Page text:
Feb 2, 2009

What does .5% in Interest Really Cost?

This note just in from our friends at CNN and Neighborly Financial:

Senate Republicans are likely to introduce a provision that would encourage lenders to offer a 30-year fixed rate mortgage at 4% for a limited period of time. The loans would only be available to credit-worthy home buyers and homeowners seeking to refinance.

The government would guarantee the loan for a number of years, an aide to McConnell told CNNMoney.com.

Senate Republican Conference Chairman Lamar Alexander, R-Tenn., said on the Senate floor Friday that the measure could involve not only a government guarantee but a subsidy as well.

"If today's prevailing rate were 5.2 or 5.3 percent ... the government would make up the difference."


What does is really mean?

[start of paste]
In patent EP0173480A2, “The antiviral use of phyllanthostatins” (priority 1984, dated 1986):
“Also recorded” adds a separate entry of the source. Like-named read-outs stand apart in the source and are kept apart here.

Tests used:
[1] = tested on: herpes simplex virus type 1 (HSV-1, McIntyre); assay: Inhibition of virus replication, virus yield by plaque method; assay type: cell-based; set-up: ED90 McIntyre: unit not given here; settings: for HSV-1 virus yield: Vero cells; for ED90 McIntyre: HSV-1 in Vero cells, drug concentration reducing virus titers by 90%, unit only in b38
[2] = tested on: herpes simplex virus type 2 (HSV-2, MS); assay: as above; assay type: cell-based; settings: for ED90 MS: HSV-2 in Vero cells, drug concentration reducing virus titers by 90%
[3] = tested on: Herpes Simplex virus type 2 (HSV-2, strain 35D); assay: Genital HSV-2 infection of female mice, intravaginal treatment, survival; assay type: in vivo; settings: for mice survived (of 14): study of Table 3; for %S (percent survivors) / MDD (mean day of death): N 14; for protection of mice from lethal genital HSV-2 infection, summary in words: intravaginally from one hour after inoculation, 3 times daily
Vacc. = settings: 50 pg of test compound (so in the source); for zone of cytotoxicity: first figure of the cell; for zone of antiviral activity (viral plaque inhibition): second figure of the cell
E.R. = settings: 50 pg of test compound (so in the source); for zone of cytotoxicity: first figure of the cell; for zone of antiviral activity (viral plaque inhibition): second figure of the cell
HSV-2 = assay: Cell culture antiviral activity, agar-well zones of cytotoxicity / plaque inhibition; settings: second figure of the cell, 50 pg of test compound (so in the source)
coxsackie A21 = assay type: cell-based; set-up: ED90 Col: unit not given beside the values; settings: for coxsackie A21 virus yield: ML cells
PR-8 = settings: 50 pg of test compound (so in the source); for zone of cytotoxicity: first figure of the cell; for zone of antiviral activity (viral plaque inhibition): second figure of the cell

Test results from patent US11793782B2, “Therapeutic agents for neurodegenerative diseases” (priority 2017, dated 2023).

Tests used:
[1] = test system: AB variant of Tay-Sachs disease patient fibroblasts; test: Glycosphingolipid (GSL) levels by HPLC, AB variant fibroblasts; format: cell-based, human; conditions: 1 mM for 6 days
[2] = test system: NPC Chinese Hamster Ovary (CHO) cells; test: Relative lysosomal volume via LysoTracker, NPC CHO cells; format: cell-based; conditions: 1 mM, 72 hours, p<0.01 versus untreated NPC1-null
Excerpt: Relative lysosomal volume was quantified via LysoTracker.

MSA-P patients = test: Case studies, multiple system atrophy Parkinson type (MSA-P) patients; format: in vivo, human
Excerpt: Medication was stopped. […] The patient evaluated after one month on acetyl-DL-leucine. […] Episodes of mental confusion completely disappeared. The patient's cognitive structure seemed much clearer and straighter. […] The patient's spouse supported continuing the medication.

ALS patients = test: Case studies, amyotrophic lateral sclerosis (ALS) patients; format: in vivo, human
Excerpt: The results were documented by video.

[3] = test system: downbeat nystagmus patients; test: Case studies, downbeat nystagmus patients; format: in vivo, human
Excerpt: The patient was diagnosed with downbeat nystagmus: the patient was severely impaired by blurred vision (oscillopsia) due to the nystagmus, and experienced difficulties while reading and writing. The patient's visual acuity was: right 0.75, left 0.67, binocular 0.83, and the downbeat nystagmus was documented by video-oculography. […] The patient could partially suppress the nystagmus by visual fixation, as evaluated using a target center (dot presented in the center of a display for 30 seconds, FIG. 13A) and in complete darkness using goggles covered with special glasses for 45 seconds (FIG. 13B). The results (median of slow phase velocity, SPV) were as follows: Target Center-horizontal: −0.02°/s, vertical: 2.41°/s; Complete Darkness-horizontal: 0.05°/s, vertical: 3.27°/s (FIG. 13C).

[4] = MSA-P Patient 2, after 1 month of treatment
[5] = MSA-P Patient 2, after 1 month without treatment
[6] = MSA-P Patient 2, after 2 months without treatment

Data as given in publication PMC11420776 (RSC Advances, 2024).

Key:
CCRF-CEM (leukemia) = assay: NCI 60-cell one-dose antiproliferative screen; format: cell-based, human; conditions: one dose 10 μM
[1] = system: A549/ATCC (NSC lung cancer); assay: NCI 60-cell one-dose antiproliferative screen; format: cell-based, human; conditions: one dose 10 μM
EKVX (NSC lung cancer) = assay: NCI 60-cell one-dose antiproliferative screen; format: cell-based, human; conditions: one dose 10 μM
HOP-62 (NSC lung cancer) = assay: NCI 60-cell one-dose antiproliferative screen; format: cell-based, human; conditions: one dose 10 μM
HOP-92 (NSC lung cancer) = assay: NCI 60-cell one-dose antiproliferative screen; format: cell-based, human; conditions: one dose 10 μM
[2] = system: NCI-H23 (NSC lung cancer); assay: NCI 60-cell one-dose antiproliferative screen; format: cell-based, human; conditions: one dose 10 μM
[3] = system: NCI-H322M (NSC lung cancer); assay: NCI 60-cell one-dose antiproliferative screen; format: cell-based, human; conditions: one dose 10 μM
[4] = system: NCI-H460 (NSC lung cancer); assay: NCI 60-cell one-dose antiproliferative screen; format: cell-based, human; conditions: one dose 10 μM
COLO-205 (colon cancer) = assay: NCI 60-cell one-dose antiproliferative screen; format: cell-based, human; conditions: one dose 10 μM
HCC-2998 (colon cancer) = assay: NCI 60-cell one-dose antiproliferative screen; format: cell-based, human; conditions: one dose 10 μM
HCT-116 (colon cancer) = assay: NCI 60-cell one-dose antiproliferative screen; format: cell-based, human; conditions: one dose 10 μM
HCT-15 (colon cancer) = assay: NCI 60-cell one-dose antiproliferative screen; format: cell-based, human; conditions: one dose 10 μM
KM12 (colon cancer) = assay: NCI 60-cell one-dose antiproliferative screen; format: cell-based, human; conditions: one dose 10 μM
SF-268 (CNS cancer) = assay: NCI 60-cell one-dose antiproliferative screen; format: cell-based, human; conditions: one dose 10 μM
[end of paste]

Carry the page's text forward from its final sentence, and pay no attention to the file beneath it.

For a $100,000 loan, over 30 years, your monthly bill will be:

* A 4.5% interest rate will cost $506.69 in principle and interest
* A 4.0% interest rate will cost $477.42 in principle and interest
* A 5.0% interest rate will cost $535.82 in principle and interest.


A few:

a) Rates go down AND up. If you are holding off on a purchase or re-fi, hoping for a rate that is just half a percent lower (to 4%), is saving an extra $29 per month worth the risk of missing these lower rates completely?

b) "Money" (loans) are at the cheapest they've ever been. This is an exciting time to buy or re-fi your existing home no matter if the rate is 4% or 5%. That's still the "cheapest money" in 40 years.

c) There are so many unknowns with the bailout and stimulus packages that we don't know where this is all going to end up. Be careful not to bet on a product (loan) that isn't there. In the corporate world, we called such a product "vaporware" (instead of "software").


- Jim


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